Eosinophlic Granuloma Complex in Cats

catEosinophilic Granuloma Complex (EGC) comprises three related conditions that affect cats, causing ulcers or swellings of the skin and mouth. Although their cause is not completely understood, the conditions are mediated by the cats own immune system.

The cause of Eosinophilic Granuloma Complex is unknown and can affect cats of any age, breed, or sex. Most commonly the first appearance of the disease will occur while the cat is still young or middle-aged. The lesions produced by EGC contain large numbers of active eosinophils, a type of immune cell normally associated with allergies and parasitic infections. Many cats with EGC have underlying allergies that may contribute to the development of EGC. Some researchers suspect that EGC is an autoimmune disease and may have a genetic origin. It is also possible that the cause of each of the three types of lesions seen with EGC may be different.

Types of Lesions
Three different kinds of lesions can be caused by Eosinophilic Granuloma Complex. It is possible for a cat to have more than one type of lesion.

An indolent ulcer (rodent ulcer) is a moist, reddish-brown ulcer that usually occurs on the upper lip. They can be found less commonly on other parts of the lip or inside the mouth. The indolent ulcer is painless and does not itch. Indolent ulcers are most common in middle-aged cats.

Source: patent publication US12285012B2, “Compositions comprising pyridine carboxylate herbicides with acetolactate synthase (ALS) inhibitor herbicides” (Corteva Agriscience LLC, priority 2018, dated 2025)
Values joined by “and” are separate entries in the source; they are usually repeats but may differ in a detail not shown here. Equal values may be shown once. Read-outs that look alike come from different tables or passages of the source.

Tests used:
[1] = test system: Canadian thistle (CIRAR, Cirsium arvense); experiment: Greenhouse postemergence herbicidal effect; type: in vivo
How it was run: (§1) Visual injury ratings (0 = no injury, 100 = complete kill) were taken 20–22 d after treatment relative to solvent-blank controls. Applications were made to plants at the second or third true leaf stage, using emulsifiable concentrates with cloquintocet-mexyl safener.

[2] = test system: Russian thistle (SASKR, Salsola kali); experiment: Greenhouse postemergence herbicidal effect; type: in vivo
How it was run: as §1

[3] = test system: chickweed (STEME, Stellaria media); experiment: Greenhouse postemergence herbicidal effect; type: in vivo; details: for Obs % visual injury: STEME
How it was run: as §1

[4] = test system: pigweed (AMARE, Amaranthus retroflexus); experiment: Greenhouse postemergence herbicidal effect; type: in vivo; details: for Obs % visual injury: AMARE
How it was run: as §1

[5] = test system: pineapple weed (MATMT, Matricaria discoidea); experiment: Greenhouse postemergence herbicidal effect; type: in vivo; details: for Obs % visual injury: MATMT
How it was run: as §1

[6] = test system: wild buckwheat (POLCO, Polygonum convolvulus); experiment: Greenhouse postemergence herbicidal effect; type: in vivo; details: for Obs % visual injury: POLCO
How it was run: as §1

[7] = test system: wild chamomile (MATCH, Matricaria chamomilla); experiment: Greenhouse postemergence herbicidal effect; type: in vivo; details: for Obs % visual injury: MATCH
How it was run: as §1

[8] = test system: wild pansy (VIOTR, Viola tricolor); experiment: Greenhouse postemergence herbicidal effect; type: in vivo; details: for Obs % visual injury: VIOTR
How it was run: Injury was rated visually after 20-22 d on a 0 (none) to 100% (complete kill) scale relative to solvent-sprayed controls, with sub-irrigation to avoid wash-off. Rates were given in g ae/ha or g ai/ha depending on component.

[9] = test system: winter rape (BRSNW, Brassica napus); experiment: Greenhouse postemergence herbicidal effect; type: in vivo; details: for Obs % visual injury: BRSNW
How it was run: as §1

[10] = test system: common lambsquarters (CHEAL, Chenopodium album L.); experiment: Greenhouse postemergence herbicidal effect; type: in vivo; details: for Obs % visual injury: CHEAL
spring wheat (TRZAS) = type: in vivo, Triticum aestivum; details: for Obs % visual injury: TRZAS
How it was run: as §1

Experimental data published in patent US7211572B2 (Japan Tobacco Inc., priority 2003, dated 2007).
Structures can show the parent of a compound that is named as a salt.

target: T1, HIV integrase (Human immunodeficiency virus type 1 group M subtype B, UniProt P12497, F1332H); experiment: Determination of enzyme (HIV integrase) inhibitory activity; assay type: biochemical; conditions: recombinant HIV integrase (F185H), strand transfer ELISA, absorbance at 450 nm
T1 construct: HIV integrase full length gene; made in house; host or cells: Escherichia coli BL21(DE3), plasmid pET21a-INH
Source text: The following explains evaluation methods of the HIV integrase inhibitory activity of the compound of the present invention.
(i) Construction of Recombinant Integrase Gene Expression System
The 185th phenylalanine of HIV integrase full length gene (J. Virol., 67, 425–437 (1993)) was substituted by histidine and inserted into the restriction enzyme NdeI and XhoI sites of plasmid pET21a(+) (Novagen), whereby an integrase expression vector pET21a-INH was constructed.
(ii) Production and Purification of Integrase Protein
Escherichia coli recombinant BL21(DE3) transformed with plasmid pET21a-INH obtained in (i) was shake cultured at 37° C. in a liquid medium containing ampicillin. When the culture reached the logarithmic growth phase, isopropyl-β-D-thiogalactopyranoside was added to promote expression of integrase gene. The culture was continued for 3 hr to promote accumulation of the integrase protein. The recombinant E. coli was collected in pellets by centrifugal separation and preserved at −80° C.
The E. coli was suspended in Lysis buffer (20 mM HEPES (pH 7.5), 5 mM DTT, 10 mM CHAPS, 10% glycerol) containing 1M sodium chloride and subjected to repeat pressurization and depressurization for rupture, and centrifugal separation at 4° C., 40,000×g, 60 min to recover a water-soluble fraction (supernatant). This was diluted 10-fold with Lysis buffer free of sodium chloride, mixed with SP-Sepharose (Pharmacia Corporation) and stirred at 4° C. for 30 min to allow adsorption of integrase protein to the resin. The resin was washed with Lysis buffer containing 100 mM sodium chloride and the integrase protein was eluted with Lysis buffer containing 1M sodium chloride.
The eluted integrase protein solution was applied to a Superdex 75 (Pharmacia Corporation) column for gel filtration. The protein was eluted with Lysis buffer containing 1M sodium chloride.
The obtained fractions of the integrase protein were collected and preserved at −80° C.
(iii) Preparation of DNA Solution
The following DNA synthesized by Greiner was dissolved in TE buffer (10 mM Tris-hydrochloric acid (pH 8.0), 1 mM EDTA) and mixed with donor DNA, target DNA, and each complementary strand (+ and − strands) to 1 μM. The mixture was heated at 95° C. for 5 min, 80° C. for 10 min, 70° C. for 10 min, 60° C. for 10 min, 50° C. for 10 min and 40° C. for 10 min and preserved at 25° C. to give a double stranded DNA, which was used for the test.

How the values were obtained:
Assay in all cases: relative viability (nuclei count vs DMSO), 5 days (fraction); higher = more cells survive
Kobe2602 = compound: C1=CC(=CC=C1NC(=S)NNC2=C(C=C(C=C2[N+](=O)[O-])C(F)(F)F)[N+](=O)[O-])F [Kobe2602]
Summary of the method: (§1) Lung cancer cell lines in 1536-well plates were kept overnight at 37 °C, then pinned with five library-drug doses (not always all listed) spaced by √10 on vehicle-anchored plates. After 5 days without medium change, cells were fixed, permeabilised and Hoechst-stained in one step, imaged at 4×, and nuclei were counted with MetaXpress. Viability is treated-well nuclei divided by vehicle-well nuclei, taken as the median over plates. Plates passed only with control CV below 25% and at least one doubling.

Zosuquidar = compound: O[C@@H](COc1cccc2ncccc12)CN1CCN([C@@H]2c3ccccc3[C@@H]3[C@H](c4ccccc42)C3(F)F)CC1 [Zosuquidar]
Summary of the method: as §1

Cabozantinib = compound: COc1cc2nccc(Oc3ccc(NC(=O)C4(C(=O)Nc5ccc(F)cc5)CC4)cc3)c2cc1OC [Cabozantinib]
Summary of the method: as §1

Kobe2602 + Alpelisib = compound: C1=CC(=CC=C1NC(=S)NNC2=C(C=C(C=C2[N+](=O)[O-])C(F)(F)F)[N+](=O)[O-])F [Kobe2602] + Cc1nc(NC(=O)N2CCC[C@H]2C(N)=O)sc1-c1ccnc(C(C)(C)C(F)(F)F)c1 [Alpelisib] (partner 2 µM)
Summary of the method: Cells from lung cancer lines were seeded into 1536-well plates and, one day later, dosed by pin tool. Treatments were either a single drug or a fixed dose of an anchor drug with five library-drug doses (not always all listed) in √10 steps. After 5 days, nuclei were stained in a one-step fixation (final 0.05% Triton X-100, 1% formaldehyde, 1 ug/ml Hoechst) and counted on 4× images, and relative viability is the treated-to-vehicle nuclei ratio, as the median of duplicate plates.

Eosinophilic plaques are moist, reddish, thickened, round or oval skin lesions usually found on the abdomen or inner thighs. They are intensely itchy.

Eosinophilic granulomas (linear granulomas) have different appearances depending on location. When found on the surface of the skin, they appear as line-shaped, hairless wounds or ulcers. Linear granulomas are most commonly found on the backs of the thighs of young cats, but can also occur on the face or the feet. They are painless and do not itch. Granulomas of the chin or lip do not always ulcerate but may simply appear as a swollen area with no other symptoms. Granulomas that occur inside the mouth appear as white spots or swellings. The presence of numerous granulomas in the mouth can cause difficulty eating.

Diagnosis of EGC is achieved by biopsy of the lesion or lesions. Microscopic examination of the tissue will reveal the presence of eosinophils and other characteristic changes associated with EGC.

The first step in treatment is to identify and control any possible underlying diseases that may be contributing to the problem, such as allergies or parasites. Remission of EGC lesions is often possible using treatment with drugs that suppress or modulate the immune system, such as corticosteroids. Prognosis is good, however, lesions may recur.

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